In two consecutive nights watching the NBA Playoffs — which frankly haven’t been compelling in 2017 as Golden State and Cleveland appear to be on a collision course — you could see the two sides of “clutch” on display.

The last thing I want to do here is throw darts at James Harden of the Houston Rockets, a great player with a unique style. But on Thursday night, when Houston absolutely needed its star to take over, Harden was nowhere to be found. Worse, he actually could be found as he was having his worst game of the season in a Game Six debacle against the San Antonio Spurs. That’s what caused me to start thinking about “clutch” — and an Alabama connection.

It was 22 years ago that Robert Horry, arguably the University of Alabama’s greatest NBA player (Latrell Sprewell would probably be the closest competition) began his journey into clutch-shooting, game-winning history. Playing for the same team as Harden, the Houston Rockets, Horry hit the buzzer-beater that won Game 1 of the Western Conference Finals against — who else? — the San Antonio Spurs.

Life takes strange turns. Had Sean Elliott not failed a pre-trade physical, Horry would have been playing for the Detroit Pistons that season. There would have been no role alongside Hakeem Olajuwon and Clyde Drexler, no sweep of Orlando in the NBA Finals and maybe no seven rings in his future. There’s no way to rewind the past and find out. All we can reflect on is what we know — that when he had the opportunity, Horry did not falter. The comparison to Harden isn’t fair, in some ways. It’s an apples and oranges comparison between making a crucial shot and carrying an entire team on your shoulders. Harden was expected to play the role of a Michael Jordan and LeBron James. This time, he wasn’t ready. Perhaps he will be if another chance materializes in the future.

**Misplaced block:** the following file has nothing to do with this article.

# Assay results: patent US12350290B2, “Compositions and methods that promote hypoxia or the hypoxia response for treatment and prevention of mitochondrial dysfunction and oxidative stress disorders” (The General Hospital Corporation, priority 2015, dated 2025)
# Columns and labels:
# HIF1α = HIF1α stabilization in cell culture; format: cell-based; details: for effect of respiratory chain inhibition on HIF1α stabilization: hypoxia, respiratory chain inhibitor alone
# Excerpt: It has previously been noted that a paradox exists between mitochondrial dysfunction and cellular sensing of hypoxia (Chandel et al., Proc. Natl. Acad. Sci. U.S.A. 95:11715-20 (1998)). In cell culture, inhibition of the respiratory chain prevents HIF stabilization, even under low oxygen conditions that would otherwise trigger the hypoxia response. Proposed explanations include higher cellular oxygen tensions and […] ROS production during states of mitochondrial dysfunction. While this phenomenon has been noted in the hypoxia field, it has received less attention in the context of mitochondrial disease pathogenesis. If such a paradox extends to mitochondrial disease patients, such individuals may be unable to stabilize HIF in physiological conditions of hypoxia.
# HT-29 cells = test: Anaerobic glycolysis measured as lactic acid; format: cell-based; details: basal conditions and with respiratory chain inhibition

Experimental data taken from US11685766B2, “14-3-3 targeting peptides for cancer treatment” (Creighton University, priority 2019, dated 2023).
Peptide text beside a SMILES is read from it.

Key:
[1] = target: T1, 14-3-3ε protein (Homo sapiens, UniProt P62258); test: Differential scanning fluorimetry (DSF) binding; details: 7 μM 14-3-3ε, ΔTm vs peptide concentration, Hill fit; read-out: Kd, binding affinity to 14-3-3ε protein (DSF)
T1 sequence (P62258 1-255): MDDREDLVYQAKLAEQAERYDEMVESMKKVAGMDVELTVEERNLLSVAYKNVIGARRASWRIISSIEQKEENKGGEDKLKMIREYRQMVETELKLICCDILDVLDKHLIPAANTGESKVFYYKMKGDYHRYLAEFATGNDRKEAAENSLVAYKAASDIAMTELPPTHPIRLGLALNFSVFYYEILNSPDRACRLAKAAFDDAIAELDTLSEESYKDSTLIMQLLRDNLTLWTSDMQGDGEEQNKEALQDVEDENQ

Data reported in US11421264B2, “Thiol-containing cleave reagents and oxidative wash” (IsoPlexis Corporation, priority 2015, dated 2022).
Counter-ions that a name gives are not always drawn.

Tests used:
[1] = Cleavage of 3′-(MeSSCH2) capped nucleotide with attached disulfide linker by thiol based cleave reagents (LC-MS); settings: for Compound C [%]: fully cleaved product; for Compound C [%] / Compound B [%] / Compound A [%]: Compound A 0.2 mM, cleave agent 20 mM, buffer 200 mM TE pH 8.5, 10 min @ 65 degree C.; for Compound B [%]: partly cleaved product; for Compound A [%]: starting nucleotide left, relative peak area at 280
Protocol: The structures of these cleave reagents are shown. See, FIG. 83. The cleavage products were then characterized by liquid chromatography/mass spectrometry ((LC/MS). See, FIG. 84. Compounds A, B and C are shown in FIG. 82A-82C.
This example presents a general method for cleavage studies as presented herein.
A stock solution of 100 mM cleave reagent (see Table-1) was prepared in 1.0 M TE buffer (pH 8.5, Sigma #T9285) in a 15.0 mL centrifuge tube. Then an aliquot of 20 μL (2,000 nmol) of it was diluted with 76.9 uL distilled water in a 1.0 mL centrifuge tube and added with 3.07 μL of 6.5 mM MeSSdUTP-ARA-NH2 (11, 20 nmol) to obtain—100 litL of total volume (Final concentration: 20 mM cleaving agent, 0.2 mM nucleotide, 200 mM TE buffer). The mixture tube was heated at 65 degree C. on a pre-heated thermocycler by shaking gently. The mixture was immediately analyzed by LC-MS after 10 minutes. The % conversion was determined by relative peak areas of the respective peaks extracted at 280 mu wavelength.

Sometimes — rarely, but occasionally — you get to see a player do both, carrying his team and beating the buzzer in a doubleheader of dramatics. That’s what John Wall did on Friday night for the Washington Wizards. Yes, it was Wall’s long 3-pointer that kept the Wizards alive and forced an upcoming Game Seven in Boston. Don’t just look at that highlight, though. Watch Wall through the fourth quarter — the 360-degree spin move past Kelly Olnyck, the crucial late layup that Wall got off (and in) through sheer strength. The entire period consisted of Wall willing a Washington team that wasn’t playing that well to a victory. The buzzer-beater was just icing on that cake. Wall is still young (26) even though he seems like a 10-year veteran because of the way the NBA early entry process works. He’s not Jordan or LeBron — who is? But he’s a great guard, and getting better.

There’s no way of knowing who the next Alabama hero will be, in any sport, football or basketball? Sometimes you can’t control events. What if Jalen Hurts’ touchdown run against Clemson last January had come with 20 seconds remaining, not two minutes? Would he have been the hero, rather than Deshaun Watson? Will Alexis Osorio pitch the Crimson Tide softball team to Oklahoma City? Will one of Alabama’s incoming basketball players make an NCAA Tournament shot that will place them in the annals alongside Terry Coner and Antoine Pettway? The joy of sports is in waiting to see if it happens, in appreciating it when it does — and in trying not to search for a scapegoat if it doesn’t.

Reach Cecil Hurt at or 205-722-0225.